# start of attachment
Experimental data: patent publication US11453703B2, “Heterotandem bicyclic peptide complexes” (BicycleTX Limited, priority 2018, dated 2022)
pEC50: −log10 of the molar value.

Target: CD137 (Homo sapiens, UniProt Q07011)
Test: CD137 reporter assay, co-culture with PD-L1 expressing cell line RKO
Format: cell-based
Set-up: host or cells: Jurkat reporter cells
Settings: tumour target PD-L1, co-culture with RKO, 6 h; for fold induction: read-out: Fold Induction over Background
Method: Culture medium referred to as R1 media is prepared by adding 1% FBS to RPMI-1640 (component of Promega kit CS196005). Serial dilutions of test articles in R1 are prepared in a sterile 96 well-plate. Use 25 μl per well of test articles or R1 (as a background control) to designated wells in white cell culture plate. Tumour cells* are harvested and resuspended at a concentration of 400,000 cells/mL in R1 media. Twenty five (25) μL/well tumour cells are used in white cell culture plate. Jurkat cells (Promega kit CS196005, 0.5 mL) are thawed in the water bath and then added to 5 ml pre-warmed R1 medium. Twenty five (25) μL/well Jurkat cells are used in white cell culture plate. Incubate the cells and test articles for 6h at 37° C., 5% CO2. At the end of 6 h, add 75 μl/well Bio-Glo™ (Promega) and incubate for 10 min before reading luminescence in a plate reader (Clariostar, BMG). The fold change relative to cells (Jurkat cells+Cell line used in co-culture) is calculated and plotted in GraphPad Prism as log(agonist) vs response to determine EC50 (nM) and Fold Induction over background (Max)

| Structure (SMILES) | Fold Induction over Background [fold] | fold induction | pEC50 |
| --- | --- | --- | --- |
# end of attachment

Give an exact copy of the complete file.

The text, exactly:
Experimental data: patent publication US11453703B2, “Heterotandem bicyclic peptide complexes” (BicycleTX Limited, priority 2018, dated 2022)
pEC50: −log10 of the molar value.

Target: CD137 (Homo sapiens, UniProt Q07011)
Test: CD137 reporter assay, co-culture with PD-L1 expressing cell line RKO
Format: cell-based
Set-up: host or cells: Jurkat reporter cells
Settings: tumour target PD-L1, co-culture with RKO, 6 h; for fold induction: read-out: Fold Induction over Background
Method: Culture medium referred to as R1 media is prepared by adding 1% FBS to RPMI-1640 (component of Promega kit CS196005). Serial dilutions of test articles in R1 are prepared in a sterile 96 well-plate. Use 25 μl per well of test articles or R1 (as a background control) to designated wells in white cell culture plate. Tumour cells* are harvested and resuspended at a concentration of 400,000 cells/mL in R1 media. Twenty five (25) μL/well tumour cells are used in white cell culture plate. Jurkat cells (Promega kit CS196005, 0.5 mL) are thawed in the water bath and then added to 5 ml pre-warmed R1 medium. Twenty five (25) μL/well Jurkat cells are used in white cell culture plate. Incubate the cells and test articles for 6h at 37° C., 5% CO2. At the end of 6 h, add 75 μl/well Bio-Glo™ (Promega) and incubate for 10 min before reading luminescence in a plate reader (Clariostar, BMG). The fold change relative to cells (Jurkat cells+Cell line used in co-culture) is calculated and plotted in GraphPad Prism as log(agonist) vs response to determine EC50 (nM) and Fold Induction over background (Max)

| Structure (SMILES) | Fold Induction over Background [fold] | fold induction | pEC50 |
| --- | --- | --- | --- |